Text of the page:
This is simply wrong. Don’t say “religion” when what you mean is Christianity.

Religion is the collective wisdom of those who came before us. In the case of Pagan religion, that includes wisdom around the best ways to have your own religious and spiritual experiences.

There is nothing like looking up at the stars and realizing the universe is so big and so old, and we are so small and so new, and yet here we are, contemplating it all. There’s nothing like standing in a circle (cast or not) and feeling the presence of the Gods and spirits. There’s nothing like the experience of a God merging part of Their essence with yours, giving you a taste of divinity that’s like being inside a fire hose.

These experiences are often described as ineffable. Not because it’s forbidden to speak of them, but because words are completely inadequate to describe them.

Other people’s experiences provide opportunities to compare and contrast with our own. Experiences of skilled practitioners provide road maps for us to follow.

But there is no substitute for having our own experiences. And for a generation that wants to see for themselves, the best thing we can offer are structures and guidelines to facilitate them.

Teach practices that facilitate religious experiences

There’s a fine line between teaching foundational material and letting people grow into deeper practices, and letting them jump in the deep end of the pool – or pushing them in – right away. Honestly, I tend to be too conservative here – I don’t want someone’s spiritual injury (or in some cases, physical injury) on my conscience.

But it’s better to have those who weren’t ready running away in terror than to have those who are ready walking away out of boredom.

Religious experiences happen in their own time – they cannot be commanded. But there are things we can do to put ourselves in places where they’re more likely to happen.

We can do the devotional work that builds the kind of relationships that are likely to express themselves in ecstatic experiences. We can put ourselves in wild places and liminal places. We can set appropriate expectations, and learn to appreciate subtle experiences as much as the more dramatic ones. We can teach Drawing Down the Moon and other forms of ecstatic communion.

We can teach the kind of magic that gets results.

Coming up with your own interpretation of a sacred text is one thing. Having your own sacred experience is quite another. Let’s teach seekers how to have them.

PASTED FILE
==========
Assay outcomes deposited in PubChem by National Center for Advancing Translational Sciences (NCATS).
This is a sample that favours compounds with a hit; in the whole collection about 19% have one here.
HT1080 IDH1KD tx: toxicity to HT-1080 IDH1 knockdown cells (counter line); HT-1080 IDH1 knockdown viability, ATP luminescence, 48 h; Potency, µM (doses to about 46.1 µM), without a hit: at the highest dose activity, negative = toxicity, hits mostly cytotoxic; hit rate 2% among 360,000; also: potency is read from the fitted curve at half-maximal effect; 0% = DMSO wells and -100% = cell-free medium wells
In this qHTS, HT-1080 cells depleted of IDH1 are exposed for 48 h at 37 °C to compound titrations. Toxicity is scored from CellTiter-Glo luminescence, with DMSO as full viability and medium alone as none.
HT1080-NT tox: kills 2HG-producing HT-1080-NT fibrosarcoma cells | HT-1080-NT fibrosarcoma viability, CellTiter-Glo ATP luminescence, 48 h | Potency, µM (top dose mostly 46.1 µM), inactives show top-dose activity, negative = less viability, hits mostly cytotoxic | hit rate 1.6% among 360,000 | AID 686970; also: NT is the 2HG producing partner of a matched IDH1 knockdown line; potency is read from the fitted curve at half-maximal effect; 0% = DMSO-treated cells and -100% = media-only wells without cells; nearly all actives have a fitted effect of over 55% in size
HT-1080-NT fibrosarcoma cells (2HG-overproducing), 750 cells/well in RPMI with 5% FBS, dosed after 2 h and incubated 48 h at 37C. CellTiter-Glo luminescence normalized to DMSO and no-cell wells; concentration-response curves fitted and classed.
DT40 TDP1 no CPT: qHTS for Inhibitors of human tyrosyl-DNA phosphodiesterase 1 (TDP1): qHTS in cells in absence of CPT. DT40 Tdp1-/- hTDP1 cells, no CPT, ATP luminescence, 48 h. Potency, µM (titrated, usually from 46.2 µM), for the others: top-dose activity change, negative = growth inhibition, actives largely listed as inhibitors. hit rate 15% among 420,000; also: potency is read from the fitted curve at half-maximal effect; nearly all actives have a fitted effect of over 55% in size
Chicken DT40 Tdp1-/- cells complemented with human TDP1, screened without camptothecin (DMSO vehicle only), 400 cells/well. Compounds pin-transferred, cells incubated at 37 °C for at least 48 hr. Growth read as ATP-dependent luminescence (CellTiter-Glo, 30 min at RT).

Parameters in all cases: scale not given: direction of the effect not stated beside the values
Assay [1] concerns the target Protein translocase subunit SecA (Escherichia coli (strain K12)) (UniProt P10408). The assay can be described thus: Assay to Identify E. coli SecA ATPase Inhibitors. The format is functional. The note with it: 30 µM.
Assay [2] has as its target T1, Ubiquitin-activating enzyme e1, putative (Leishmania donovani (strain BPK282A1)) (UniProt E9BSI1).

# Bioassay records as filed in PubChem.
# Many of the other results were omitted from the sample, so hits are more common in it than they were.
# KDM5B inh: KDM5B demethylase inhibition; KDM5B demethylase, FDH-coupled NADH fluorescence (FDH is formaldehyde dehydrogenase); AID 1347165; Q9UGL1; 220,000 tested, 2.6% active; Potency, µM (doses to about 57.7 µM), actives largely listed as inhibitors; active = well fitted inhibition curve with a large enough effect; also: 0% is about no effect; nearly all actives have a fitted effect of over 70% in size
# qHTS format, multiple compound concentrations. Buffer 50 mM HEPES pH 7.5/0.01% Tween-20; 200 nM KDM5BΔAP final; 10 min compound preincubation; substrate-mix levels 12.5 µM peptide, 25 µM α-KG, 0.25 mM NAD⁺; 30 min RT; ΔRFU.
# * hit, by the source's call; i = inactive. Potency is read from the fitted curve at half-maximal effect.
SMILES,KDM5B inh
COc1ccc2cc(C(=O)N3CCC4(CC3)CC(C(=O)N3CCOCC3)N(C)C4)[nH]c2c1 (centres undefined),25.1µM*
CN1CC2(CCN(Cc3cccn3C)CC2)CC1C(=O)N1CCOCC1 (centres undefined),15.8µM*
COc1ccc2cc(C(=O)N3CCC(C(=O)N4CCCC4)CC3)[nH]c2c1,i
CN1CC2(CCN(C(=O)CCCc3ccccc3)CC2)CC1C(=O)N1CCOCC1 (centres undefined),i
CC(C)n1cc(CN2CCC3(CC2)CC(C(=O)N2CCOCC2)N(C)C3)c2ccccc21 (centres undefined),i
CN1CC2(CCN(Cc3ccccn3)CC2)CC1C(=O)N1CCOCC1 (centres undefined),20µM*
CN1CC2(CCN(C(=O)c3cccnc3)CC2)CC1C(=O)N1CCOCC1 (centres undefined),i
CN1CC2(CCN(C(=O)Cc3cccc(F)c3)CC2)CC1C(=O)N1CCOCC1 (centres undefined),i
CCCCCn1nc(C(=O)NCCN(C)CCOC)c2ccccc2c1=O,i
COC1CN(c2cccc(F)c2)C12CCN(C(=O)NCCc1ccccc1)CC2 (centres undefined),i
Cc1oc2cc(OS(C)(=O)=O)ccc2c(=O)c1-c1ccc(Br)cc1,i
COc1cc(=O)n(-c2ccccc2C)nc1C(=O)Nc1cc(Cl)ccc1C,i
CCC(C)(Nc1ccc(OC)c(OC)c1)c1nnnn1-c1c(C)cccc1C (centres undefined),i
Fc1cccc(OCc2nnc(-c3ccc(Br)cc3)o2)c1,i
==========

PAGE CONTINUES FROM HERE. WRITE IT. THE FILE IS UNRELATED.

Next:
Teach discernment

If you’re doing to teach people how to have a religious experience, you also need to teach them how to interpret them. Raw experiences are amazing and powerful, but they are literally meaningless until we interpret them and decide what they mean.

If we aren’t mindful, we’ll end up interpreting our experiences in the context of popular fiction. That’s not likely to be a helpful approach.

Discernment takes knowledge, to have an idea of what something might have been. It takes analysis, to walk through the possibilities and eliminate those that are impossible, or highly unlikely. And finally, it takes a decision to operate as though our best guess is completely true, even as we remain open to new experiences and new interpretations.

Provide opportunities for exploration and practice

As I write this the United States and much of the world are in the middle of the Delta variant surge. Just as we were starting to gather in person again, we need to be taking greater precautions against spreading Covid. But the pandemic won’t last forever, and even if it does we’ll find ways to practice together.

Our public rituals tend to be rites of worship and celebration. That’s good and appropriate. But we need to provide opportunities for those who want deeper experiences to have them. The best way to do that is in the company of folks who’ve done these things before – it’s the safest way, too.

If it works, people will stick around

We practice our Pagan and polytheist religions because they’re meaningful and helpful to us, not because they’re popular – or because we want them to be popular.

But most people – particularly the younger generation of seekers and spiritual explorers – bring a rather utilitarian approach to religion and spirituality. If it works, they’ll keep doing it. If it doesn’t, they’ll move on to something else.

Sometimes what works for one won’t work for another. Sometimes the requirements are too much and people leave because it’s too hard. But also, sometimes the requirements are too little, and people leave because they don’t get anything out of it.

None of us are as unique as we like to think we are. If a religious and spiritual approach works for us, it’s likely to work for others.

We just have to present it to them in such a way that they’ll give it a try.